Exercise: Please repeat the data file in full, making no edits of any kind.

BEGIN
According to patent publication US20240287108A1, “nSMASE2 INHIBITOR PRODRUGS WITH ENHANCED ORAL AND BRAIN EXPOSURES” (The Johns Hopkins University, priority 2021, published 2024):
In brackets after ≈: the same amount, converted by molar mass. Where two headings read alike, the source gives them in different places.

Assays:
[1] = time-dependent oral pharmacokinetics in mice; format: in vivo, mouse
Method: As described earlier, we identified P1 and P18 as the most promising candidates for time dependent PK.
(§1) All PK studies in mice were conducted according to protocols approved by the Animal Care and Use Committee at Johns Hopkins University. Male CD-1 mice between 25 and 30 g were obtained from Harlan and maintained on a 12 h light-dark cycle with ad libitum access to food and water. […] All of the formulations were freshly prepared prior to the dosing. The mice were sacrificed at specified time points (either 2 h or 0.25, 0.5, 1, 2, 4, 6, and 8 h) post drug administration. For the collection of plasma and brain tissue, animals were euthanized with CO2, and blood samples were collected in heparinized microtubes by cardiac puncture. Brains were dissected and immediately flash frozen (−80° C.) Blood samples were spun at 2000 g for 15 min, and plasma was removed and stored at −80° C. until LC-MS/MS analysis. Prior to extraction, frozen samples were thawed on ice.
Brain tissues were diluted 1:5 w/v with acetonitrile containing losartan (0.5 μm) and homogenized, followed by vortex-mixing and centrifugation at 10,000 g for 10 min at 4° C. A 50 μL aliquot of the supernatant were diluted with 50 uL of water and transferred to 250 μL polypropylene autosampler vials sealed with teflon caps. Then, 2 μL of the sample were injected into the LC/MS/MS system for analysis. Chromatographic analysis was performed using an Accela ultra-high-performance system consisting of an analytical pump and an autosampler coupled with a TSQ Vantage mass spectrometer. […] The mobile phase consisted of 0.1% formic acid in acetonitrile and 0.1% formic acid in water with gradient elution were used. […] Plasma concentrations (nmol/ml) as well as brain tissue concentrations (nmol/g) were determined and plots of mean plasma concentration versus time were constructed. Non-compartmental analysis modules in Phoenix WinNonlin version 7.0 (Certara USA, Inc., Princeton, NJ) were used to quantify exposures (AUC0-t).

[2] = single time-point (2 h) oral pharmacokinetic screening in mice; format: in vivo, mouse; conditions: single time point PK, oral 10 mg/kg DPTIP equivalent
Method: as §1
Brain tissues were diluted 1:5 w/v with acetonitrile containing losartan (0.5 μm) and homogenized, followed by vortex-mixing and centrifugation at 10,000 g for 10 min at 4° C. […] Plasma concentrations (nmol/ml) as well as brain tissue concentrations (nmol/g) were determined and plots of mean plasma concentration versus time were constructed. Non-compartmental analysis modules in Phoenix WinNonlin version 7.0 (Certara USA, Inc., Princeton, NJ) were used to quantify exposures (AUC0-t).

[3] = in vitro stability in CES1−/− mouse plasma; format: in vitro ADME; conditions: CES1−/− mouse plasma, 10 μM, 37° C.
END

According to patent publication US20240287108A1, “nSMASE2 INHIBITOR PRODRUGS WITH ENHANCED ORAL AND BRAIN EXPOSURES” (The Johns Hopkins University, priority 2021, published 2024):
In brackets after ≈: the same amount, converted by molar mass. Where two headings read alike, the source gives them in different places.

Assays:
[1] = time-dependent oral pharmacokinetics in mice; format: in vivo, mouse
Method: As described earlier, we identified P1 and P18 as the most promising candidates for time dependent PK.
(§1) All PK studies in mice were conducted according to protocols approved by the Animal Care and Use Committee at Johns Hopkins University. Male CD-1 mice between 25 and 30 g were obtained from Harlan and maintained on a 12 h light-dark cycle with ad libitum access to food and water. […] All of the formulations were freshly prepared prior to the dosing. The mice were sacrificed at specified time points (either 2 h or 0.25, 0.5, 1, 2, 4, 6, and 8 h) post drug administration. For the collection of plasma and brain tissue, animals were euthanized with CO2, and blood samples were collected in heparinized microtubes by cardiac puncture. Brains were dissected and immediately flash frozen (−80° C.) Blood samples were spun at 2000 g for 15 min, and plasma was removed and stored at −80° C. until LC-MS/MS analysis. Prior to extraction, frozen samples were thawed on ice.
Brain tissues were diluted 1:5 w/v with acetonitrile containing losartan (0.5 μm) and homogenized, followed by vortex-mixing and centrifugation at 10,000 g for 10 min at 4° C. A 50 μL aliquot of the supernatant were diluted with 50 uL of water and transferred to 250 μL polypropylene autosampler vials sealed with teflon caps. Then, 2 μL of the sample were injected into the LC/MS/MS system for analysis. Chromatographic analysis was performed using an Accela ultra-high-performance system consisting of an analytical pump and an autosampler coupled with a TSQ Vantage mass spectrometer. […] The mobile phase consisted of 0.1% formic acid in acetonitrile and 0.1% formic acid in water with gradient elution were used. […] Plasma concentrations (nmol/ml) as well as brain tissue concentrations (nmol/g) were determined and plots of mean plasma concentration versus time were constructed. Non-compartmental analysis modules in Phoenix WinNonlin version 7.0 (Certara USA, Inc., Princeton, NJ) were used to quantify exposures (AUC0-t).

[2] = single time-point (2 h) oral pharmacokinetic screening in mice; format: in vivo, mouse; conditions: single time point PK, oral 10 mg/kg DPTIP equivalent
Method: as §1
Brain tissues were diluted 1:5 w/v with acetonitrile containing losartan (0.5 μm) and homogenized, followed by vortex-mixing and centrifugation at 10,000 g for 10 min at 4° C. […] Plasma concentrations (nmol/ml) as well as brain tissue concentrations (nmol/g) were determined and plots of mean plasma concentration versus time were constructed. Non-compartmental analysis modules in Phoenix WinNonlin version 7.0 (Certara USA, Inc., Princeton, NJ) were used to quantify exposures (AUC0-t).

[3] = in vitro stability in CES1−/− mouse plasma; format: in vitro ADME; conditions: CES1−/− mouse plasma, 10 μM, 37° C.